Editorials, GS-3, Indian Economy, Uncategorized

A taxing agenda

Summary:

India’s income tax department recently released time series data for the period 2000-01 to 2014-15. This was an attempt to enhance transparency and encourage analysis which could provide insights for policymakers. This is also being seen as an attempt by the government to sensitize many on the need for the affluent to contribute more at a time of growing disparities.

Worrying trends shown in the data:

  • There are just 18,359 individuals who have reported earnings in excess of Rs 1 crore in 2011-12 and paid tax on it.
  • Just 1% of individuals, who declared their income in assessment year 2012-13, accounted for almost 20% of the taxable income.
  • Among corporates, a little more than 5% of the companies accounted for a whopping 94% of the taxable income.
  • Direct tax collections have fallen drastically in the last five years, growing at an average annual rate of 8.5% between assessment years 2011-12 and 2015-16, compared to the 14.1% over the previous five years.
  • The drop in the growth rate of direct tax collections was accompanied by an equally dire slowdown in the growth of corporate tax. Corporate tax grew at an average annual rate of 7.1% between assessment years 2011-12 and 2015-16, down from the heady 15.6% seen in the previous five years.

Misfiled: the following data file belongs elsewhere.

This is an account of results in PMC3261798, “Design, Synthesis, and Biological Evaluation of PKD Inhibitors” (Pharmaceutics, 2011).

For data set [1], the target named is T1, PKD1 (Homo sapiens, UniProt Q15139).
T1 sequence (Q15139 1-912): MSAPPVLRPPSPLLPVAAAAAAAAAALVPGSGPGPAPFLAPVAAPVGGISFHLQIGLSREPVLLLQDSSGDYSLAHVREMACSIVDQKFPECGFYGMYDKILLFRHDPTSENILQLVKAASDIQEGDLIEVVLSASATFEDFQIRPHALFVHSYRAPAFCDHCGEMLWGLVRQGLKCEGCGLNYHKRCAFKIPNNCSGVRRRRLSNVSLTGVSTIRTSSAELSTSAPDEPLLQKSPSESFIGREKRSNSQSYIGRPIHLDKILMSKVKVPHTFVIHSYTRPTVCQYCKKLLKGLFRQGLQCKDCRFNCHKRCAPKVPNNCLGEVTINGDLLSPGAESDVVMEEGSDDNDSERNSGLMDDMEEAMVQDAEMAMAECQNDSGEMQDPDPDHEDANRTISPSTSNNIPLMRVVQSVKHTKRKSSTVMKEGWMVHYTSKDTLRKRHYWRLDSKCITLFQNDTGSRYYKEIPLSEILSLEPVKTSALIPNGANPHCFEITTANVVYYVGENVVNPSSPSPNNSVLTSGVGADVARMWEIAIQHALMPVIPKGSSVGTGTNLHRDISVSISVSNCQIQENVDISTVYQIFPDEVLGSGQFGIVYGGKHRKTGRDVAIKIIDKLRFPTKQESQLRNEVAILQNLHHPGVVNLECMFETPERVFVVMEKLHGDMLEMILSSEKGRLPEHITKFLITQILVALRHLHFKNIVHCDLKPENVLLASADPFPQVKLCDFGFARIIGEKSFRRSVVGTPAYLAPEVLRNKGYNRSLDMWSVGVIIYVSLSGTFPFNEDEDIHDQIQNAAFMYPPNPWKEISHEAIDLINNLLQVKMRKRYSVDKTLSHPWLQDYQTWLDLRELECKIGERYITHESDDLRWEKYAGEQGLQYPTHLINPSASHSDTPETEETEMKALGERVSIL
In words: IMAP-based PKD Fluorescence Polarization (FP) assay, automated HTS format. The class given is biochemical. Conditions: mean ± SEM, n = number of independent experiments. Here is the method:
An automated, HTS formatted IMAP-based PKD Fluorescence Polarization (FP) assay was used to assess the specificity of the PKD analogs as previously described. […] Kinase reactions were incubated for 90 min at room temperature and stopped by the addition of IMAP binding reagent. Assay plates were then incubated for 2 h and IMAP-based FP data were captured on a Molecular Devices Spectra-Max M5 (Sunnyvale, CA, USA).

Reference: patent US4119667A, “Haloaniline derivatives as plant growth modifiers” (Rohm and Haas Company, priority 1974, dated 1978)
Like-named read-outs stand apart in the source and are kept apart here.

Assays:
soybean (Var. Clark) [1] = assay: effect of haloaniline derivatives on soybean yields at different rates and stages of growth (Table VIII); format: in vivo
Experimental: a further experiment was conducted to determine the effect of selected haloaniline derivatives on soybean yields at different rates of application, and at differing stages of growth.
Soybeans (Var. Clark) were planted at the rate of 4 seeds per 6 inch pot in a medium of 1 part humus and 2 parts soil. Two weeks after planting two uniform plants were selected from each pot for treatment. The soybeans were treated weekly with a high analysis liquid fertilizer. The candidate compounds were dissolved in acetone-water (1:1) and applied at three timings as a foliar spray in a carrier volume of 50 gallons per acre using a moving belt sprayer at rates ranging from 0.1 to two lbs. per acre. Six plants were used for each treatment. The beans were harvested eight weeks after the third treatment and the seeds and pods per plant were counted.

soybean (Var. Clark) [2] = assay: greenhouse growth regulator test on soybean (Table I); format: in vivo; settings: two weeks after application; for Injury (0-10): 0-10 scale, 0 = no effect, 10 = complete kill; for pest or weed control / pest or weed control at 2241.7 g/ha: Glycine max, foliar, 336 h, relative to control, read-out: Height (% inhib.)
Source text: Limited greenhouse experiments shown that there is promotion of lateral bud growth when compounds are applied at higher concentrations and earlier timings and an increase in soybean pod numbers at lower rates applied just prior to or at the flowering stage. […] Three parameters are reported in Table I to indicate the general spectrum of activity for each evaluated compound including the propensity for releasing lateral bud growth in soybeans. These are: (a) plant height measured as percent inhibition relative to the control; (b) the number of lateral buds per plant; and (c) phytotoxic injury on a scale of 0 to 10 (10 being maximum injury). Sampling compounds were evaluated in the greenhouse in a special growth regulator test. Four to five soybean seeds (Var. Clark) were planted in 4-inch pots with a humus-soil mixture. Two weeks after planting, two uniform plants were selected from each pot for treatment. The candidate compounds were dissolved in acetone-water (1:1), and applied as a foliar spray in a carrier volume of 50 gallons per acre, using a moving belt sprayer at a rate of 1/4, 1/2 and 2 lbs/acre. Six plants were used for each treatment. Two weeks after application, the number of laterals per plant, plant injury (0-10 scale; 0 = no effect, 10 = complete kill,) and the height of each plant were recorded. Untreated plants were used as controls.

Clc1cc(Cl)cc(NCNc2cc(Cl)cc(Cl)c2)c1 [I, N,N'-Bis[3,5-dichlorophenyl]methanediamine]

Hence, it can be concluded that Indian income-tax base is very narrow. The problem of large-scale evasion or avoidance continues.

Limitations of Indian tax structure which result in tax evasion:

  • High rate of taxation.
  • Failure to curb bribery.
  • Lack of simplified procedures.
  • Existence of large number of taxes.
  • Complex tax laws and loopholes in the existing taxation policy.
  • Lack of unorganized and systematic administrative structure.
  • Deficiencies in implementing penalty provisions.

What can be done to improve the tax base?

  • The focus has to remain on widening the income-tax base, and recent efforts to phase out exemptions must be speeded up. Meanwhile, the narrowness of the tax base should lead to some introspection on the part of the tax authorities.
  • The tax department has to work out more up-to-date methods of identifying potential taxpayers.
  • The streamlining of various data sources already accessible to the government must be carried out through cross-checking of information from various sources.
  • Using big data techniques, multiple streams of data can be mined for individuals who have consistent spending patterns in excess of their declared income. This will allow for more focused audits.
  • I-T form for those with several sources of income should be made even simpler. Online and paperless filing of returns and payment of tax should be made possible.
  • The government’s approach to tax amnesty must be re-examined in light of this data. The government needs to push through meaningful reform like taxing large farm incomes and rationalising bounties enjoyed by the well-off, to widen the base.

Conclusion:

For a country like India, which needs to spend on health, education and social security and also build social and physical infrastructure, it is critical to address the challenges on the tax policy front swiftly. These include both the widening and deepening of the tax base, whittling down of exemptions and improving compliance, especially by leveraging technology. The release of data offers an opportunity to policymakers to engage in a wider public debate on the current tax policy, including on the capital gains tax — on which the government has kicked off a corrective step in this year’s budget.

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